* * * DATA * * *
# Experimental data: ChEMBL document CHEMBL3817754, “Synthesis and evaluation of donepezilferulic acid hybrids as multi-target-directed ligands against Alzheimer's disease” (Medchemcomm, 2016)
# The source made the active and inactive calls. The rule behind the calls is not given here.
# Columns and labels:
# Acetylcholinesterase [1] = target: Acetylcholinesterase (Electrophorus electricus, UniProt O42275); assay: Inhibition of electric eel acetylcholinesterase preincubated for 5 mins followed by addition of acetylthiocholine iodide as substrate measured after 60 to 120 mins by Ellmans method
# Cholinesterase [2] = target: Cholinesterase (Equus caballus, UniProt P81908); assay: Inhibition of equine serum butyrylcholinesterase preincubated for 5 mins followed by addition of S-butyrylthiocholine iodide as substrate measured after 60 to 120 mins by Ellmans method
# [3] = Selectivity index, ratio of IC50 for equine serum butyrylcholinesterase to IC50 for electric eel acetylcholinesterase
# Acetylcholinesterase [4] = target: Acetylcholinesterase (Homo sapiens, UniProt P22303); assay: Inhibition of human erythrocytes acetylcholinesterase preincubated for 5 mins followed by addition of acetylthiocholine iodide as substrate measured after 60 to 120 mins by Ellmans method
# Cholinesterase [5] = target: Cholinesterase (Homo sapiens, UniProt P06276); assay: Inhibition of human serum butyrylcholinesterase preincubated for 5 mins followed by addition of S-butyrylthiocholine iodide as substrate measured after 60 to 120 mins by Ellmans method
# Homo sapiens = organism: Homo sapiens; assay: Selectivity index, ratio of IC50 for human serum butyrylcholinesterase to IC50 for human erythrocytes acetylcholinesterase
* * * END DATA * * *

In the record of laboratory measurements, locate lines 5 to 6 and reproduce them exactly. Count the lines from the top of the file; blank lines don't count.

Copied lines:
# Cholinesterase [2] = target: Cholinesterase (Equus caballus, UniProt P81908); assay: Inhibition of equine serum butyrylcholinesterase preincubated for 5 mins followed by addition of S-butyrylthiocholine iodide as substrate measured after 60 to 120 mins by Ellmans method
# [3] = Selectivity index, ratio of IC50 for equine serum butyrylcholinesterase to IC50 for electric eel acetylcholinesterase